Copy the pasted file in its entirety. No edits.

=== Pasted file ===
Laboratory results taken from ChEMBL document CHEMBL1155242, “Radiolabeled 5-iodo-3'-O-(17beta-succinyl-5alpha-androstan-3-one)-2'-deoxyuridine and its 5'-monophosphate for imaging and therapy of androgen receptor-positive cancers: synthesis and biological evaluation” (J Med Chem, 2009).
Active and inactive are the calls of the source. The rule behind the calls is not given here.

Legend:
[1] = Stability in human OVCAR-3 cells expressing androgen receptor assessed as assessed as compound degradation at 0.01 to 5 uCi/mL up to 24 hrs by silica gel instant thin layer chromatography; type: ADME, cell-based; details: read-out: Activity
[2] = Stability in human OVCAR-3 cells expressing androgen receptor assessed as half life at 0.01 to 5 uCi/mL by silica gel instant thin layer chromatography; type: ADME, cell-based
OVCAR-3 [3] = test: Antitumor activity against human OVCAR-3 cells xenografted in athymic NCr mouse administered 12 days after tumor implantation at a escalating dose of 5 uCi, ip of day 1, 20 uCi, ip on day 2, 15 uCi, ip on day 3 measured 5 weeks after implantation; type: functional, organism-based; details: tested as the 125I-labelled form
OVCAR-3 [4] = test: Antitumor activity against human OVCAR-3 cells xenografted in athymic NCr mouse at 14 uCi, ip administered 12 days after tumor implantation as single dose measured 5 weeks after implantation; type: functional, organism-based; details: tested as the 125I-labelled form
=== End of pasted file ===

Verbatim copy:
Laboratory results taken from ChEMBL document CHEMBL1155242, “Radiolabeled 5-iodo-3'-O-(17beta-succinyl-5alpha-androstan-3-one)-2'-deoxyuridine and its 5'-monophosphate for imaging and therapy of androgen receptor-positive cancers: synthesis and biological evaluation” (J Med Chem, 2009).
Active and inactive are the calls of the source. The rule behind the calls is not given here.

Legend:
[1] = Stability in human OVCAR-3 cells expressing androgen receptor assessed as assessed as compound degradation at 0.01 to 5 uCi/mL up to 24 hrs by silica gel instant thin layer chromatography; type: ADME, cell-based; details: read-out: Activity
[2] = Stability in human OVCAR-3 cells expressing androgen receptor assessed as half life at 0.01 to 5 uCi/mL by silica gel instant thin layer chromatography; type: ADME, cell-based
OVCAR-3 [3] = test: Antitumor activity against human OVCAR-3 cells xenografted in athymic NCr mouse administered 12 days after tumor implantation at a escalating dose of 5 uCi, ip of day 1, 20 uCi, ip on day 2, 15 uCi, ip on day 3 measured 5 weeks after implantation; type: functional, organism-based; details: tested as the 125I-labelled form
OVCAR-3 [4] = test: Antitumor activity against human OVCAR-3 cells xenografted in athymic NCr mouse at 14 uCi, ip administered 12 days after tumor implantation as single dose measured 5 weeks after implantation; type: functional, organism-based; details: tested as the 125I-labelled form